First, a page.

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Nigerian Journal of Clinical Practice

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Childhood suppurative otitis media in Abakaliki: Isolated microbes and in vitro antibiotic sensitivity pattern

U Nnebe-agumadu, O Okike, I Orji, RC Ibekwe

Abstract


Background: Suppurative otitis media (SOM) is the most common pediatric problem seen by otolaryngologists in Nigeria. Devising simple and effective ways of treating pediatric patients with suppurating ears, especially in situations without a specialist care, will help prevent chronicity. Our experience with SOM at the Ebonyi State University Teaching Hospital (EBSUTH), Abakaliki, is reviewed in this study. It may serve as a guide in patient care.
Objective: Determine the bacteriology of SOM in children in Abakaliki and ascertain their sensitivity to common antibiotics.
Materials and Methods: A 2-year retrospective analysis of ear swabs culture results and case files of children aged 0-18 years with SOM managed in EBSUTH.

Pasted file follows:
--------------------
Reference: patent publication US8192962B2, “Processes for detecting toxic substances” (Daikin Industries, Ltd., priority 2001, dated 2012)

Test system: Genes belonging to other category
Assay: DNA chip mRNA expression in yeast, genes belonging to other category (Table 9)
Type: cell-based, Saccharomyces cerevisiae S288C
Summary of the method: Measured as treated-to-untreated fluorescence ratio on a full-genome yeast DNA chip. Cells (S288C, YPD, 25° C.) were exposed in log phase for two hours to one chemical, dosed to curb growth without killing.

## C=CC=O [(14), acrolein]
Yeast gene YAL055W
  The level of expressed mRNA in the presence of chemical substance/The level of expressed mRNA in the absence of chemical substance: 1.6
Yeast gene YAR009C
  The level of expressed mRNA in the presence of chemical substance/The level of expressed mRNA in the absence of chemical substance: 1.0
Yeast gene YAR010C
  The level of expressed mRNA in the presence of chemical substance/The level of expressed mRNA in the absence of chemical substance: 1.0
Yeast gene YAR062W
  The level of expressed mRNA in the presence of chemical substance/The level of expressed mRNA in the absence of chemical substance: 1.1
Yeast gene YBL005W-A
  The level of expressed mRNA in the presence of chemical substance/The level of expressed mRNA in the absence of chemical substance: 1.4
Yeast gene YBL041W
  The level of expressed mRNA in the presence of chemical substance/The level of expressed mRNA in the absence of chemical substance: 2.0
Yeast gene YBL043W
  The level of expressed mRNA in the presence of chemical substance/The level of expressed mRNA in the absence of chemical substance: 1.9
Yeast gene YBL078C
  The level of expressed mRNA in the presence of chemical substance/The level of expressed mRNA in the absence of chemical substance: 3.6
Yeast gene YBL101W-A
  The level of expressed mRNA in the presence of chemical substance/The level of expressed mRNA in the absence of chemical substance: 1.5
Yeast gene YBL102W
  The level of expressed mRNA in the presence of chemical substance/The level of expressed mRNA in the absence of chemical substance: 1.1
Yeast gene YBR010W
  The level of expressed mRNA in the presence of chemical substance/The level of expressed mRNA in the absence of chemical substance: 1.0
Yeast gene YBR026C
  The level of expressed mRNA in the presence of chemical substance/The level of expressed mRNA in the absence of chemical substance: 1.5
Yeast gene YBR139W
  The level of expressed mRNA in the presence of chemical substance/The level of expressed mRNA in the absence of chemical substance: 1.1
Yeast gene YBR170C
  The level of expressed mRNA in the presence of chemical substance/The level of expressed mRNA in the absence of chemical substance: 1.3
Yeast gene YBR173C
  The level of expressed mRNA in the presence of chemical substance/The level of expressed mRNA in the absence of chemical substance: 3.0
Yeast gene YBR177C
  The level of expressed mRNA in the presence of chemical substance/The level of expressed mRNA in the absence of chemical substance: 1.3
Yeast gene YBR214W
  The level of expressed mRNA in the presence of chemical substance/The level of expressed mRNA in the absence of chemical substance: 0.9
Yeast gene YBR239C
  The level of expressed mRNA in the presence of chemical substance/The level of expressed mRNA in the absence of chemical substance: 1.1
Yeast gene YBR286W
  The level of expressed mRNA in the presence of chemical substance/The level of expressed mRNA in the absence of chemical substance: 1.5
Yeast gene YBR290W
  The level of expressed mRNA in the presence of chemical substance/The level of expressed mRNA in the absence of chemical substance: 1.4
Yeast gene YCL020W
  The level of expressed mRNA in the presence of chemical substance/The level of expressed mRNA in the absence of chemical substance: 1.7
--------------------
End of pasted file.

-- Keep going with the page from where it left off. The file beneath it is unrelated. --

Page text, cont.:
Results: Sixty-five patients with discharging ears were reviewed. Of these, 73% were ≤5 years, of which 41.5% were infants. About 83% had unilateral ear discharge. Acute suppuration was seen in 67%. Overall swab yield was 87.7%; Pseudomonas was (57.4%), Klebsiella (16.4%), and Proteus species (11.5%). Ciprofloxacin showed 60% sensitivity, Gentamicin (58%), and Ceftazidime (35%). Amoxicillin/Clavulanic acid, ceftriaxone, and cefuroxime showed sensitivity of 4.3%-9.7%.
Conclusions: Treatment protocols of SOM in children should emphasize the use of Ciprofloxacin or Gentamicin, especially in situations with limited access to laboratory services or specialist care.



http://dx.doi.org/10.4103/1119-3077.84006
AJOL African Journals Online